It doesn’t even surprise anymore.
It shouldn’t-it is the Bears we are talking about.
For the last few off seasons, the Chicago sports media took great pleasure in pointing out what was wrong with the Bears. It has always been the same thing: if only they could fix what ails them on offense. Some of the popular excuses for their shortcomings were the offensive line was a disaster, the tight end situation was horrible, and my personal favorite, that the wide receiver corp was in desperate need of an upgrade.
Lets analyze that a little bit.
The Bears sit near the middle of the pack in passing yards at the halfway point of the season, with a stellar 222 yards per game through the air. This may seem paltry, and an indication of a team far out of playoff contention as we approach the midway point of the season. Yet closer inspection reveals a respectable 337 total yards per game for the Bears, primarily due to the thus far outstanding play of Matt Forte, who is doing his best Marshall Faulk impersonation this season. Accounting for over 50% of the offensive yards for the Bears this season, it does make sense that the Bears are going to let him play out his contract and hit free agency after the season, but that is another story for another time.
Some of the blame for the lack of push in the passing game may lie at the doorstep of Jay Cutler, for failing to look further than his outlet receiver in Forte more often. In fairness, Cutler has been running for his life in more than a few games this season, so I (cannot believe I am actually going to say this) can’t totally blame him. Someone check me-I might be going soft.
Another culprit could be the caller of the plays on offense, Mike Martz. While the mad scientist cooks up plays in his lab which are supposed to be groundbreaking and revolutionary, the offense he is leading is struggling. It’s possible that Martz has forgotten a few things. First, Jay Cutler is no Kurt Warner behind center, and anyone who might think this is a moron. Second, and more importantly, the Bears wide receiver corp is no where near the caliber of the one he had in St. Louis during the “greatest show on turf” era of the late 90′s. This is where their problems on offense lie.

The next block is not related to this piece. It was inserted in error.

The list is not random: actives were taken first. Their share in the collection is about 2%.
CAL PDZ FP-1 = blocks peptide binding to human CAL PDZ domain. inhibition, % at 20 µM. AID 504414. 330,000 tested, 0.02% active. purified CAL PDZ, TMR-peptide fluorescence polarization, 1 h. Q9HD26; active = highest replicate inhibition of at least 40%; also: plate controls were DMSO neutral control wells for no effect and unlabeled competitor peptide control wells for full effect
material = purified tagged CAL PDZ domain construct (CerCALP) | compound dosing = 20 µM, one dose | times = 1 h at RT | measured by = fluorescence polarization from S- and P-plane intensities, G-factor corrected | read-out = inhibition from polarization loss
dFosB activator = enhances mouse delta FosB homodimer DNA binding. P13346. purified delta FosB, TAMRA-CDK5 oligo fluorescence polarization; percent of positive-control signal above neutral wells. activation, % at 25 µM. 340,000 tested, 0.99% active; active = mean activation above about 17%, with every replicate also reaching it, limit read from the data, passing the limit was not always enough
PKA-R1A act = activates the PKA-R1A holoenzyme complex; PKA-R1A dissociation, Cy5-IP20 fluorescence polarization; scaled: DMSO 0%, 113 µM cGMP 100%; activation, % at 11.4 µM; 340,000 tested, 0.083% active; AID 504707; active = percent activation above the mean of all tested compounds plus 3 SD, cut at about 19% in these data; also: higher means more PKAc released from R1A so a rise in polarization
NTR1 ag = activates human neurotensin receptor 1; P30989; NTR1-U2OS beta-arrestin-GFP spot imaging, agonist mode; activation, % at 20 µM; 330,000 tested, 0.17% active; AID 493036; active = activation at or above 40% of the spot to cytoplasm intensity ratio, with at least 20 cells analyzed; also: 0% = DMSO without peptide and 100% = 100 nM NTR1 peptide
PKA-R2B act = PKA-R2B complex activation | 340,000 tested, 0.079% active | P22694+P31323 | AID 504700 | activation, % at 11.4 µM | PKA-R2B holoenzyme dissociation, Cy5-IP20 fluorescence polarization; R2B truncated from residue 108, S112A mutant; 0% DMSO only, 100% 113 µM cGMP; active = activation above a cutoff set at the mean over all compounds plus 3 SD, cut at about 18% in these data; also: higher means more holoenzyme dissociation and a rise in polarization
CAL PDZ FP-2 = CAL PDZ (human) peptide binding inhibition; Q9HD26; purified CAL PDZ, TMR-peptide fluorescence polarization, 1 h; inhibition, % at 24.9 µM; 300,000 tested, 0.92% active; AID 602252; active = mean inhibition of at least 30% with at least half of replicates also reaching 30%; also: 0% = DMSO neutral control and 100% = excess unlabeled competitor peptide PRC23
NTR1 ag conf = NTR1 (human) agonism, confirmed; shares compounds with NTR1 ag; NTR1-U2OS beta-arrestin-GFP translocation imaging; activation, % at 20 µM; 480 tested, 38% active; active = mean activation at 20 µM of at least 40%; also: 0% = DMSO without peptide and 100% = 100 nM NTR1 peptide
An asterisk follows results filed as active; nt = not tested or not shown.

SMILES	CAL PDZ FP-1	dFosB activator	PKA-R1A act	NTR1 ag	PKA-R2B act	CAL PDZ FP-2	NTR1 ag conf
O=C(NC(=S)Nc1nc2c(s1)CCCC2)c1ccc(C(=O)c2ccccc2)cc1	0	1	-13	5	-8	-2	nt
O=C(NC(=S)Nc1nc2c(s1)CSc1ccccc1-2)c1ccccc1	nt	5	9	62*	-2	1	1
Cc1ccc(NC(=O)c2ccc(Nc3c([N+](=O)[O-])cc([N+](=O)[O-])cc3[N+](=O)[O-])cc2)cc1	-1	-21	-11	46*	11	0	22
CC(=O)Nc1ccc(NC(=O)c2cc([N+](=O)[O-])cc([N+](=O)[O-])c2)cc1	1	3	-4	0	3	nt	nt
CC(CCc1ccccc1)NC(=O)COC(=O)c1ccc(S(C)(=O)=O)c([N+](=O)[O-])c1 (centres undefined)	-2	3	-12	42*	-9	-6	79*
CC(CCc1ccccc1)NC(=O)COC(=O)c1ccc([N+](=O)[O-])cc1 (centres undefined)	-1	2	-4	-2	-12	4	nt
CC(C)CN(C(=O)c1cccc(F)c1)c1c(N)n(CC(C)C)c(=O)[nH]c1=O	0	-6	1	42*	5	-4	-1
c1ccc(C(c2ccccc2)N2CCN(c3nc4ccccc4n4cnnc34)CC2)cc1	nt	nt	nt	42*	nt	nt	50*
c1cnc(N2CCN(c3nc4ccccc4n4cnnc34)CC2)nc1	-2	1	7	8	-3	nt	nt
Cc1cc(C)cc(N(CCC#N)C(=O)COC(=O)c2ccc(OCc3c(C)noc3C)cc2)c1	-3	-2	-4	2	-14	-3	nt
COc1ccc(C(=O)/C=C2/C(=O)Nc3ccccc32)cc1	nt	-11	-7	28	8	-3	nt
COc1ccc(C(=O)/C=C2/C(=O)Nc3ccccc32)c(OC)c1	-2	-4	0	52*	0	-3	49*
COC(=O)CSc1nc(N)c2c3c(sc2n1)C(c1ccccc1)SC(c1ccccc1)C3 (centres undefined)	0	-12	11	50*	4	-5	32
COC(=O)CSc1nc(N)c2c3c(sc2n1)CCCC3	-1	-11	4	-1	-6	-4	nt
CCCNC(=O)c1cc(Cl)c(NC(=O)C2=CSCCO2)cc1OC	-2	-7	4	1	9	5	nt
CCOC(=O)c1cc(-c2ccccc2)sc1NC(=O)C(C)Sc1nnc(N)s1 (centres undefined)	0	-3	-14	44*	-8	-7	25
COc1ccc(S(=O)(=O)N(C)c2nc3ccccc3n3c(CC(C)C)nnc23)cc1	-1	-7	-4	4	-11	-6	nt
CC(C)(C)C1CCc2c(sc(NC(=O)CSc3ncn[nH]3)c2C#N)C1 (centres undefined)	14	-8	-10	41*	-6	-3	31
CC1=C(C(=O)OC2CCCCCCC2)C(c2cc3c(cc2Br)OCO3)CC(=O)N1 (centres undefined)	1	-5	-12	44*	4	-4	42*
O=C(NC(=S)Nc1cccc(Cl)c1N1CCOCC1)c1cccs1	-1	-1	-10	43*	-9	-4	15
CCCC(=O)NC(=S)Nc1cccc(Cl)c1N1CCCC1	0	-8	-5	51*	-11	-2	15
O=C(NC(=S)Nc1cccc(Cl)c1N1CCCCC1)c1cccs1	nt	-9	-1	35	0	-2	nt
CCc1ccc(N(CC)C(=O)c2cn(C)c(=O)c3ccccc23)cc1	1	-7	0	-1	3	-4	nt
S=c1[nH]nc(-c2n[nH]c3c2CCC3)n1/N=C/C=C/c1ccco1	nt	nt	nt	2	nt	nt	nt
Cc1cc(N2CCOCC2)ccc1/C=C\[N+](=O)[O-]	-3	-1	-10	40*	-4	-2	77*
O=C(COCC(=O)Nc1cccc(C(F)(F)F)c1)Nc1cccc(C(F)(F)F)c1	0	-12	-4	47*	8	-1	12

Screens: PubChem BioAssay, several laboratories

When Roy Williams is your answer at wide receiver, you are in trouble. Adding him to a wide receiving crew which consists of Devin Hester, Johnny Knox, and Dane Sanzenbacher is not going to strike fear into any opposing defensive coordinator. Yet according to Jerry Angelo, the Bears wide receiving corp is a position of strength.
Give me a break.
Want to see a team that has wide receiver as a position of strength? How about this team.
The Bears have a glaring need at wide receiver, and have had it for years. Yet instead of addressing it in the off season, they enter every season with the impression that they will be able to simply get by with the players they have, rather than solve the problem via free agency or in the draft. It is beyond comprehension to me.
Even when players are available who could help them, it seems as though they will not sign anyone hoping instead that everything will be roses and sunshine as they head down the final stretch of the season. It is absurd.
The Bears had better hope that their leading rusher and receiver in Forte doesn’t get injured, and the pressure of the offense falls onto Cutler and his right arm. If that does happen, it could get very ugly for them very fast.
Not that that would be a bad thing.
Filed Under: John Rehor